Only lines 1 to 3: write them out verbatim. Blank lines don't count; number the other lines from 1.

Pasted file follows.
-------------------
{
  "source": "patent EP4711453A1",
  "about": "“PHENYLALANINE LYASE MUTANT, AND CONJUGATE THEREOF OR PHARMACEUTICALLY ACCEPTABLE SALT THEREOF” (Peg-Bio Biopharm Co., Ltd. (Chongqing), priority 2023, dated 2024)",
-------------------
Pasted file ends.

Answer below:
{
  "source": "patent EP4711453A1",
  "about": "“PHENYLALANINE LYASE MUTANT, AND CONJUGATE THEREOF OR PHARMACEUTICALLY ACCEPTABLE SALT THEREOF” (Peg-Bio Biopharm Co., Ltd. (Chongqing), priority 2023, dated 2024)",